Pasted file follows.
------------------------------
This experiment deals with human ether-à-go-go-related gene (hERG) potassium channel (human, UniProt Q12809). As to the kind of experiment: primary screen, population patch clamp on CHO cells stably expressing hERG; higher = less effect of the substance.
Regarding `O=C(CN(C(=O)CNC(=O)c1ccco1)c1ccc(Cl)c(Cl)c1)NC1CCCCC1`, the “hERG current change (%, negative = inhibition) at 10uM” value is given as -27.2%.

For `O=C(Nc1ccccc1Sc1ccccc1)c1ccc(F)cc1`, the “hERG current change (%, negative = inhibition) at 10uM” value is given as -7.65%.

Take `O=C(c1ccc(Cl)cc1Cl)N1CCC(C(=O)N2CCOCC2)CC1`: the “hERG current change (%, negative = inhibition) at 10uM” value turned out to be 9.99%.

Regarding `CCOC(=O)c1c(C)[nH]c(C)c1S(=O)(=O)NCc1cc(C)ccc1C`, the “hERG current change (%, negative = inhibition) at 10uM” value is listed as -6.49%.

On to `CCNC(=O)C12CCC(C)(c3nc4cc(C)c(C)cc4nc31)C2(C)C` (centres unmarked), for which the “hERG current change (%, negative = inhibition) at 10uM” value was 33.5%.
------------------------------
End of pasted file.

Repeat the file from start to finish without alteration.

This experiment deals with human ether-à-go-go-related gene (hERG) potassium channel (human, UniProt Q12809). As to the kind of experiment: primary screen, population patch clamp on CHO cells stably expressing hERG; higher = less effect of the substance.
Regarding `O=C(CN(C(=O)CNC(=O)c1ccco1)c1ccc(Cl)c(Cl)c1)NC1CCCCC1`, the “hERG current change (%, negative = inhibition) at 10uM” value is given as -27.2%.

For `O=C(Nc1ccccc1Sc1ccccc1)c1ccc(F)cc1`, the “hERG current change (%, negative = inhibition) at 10uM” value is given as -7.65%.

Take `O=C(c1ccc(Cl)cc1Cl)N1CCC(C(=O)N2CCOCC2)CC1`: the “hERG current change (%, negative = inhibition) at 10uM” value turned out to be 9.99%.

Regarding `CCOC(=O)c1c(C)[nH]c(C)c1S(=O)(=O)NCc1cc(C)ccc1C`, the “hERG current change (%, negative = inhibition) at 10uM” value is listed as -6.49%.

On to `CCNC(=O)C12CCC(C)(c3nc4cc(C)c(C)cc4nc31)C2(C)C` (centres unmarked), for which the “hERG current change (%, negative = inhibition) at 10uM” value was 33.5%.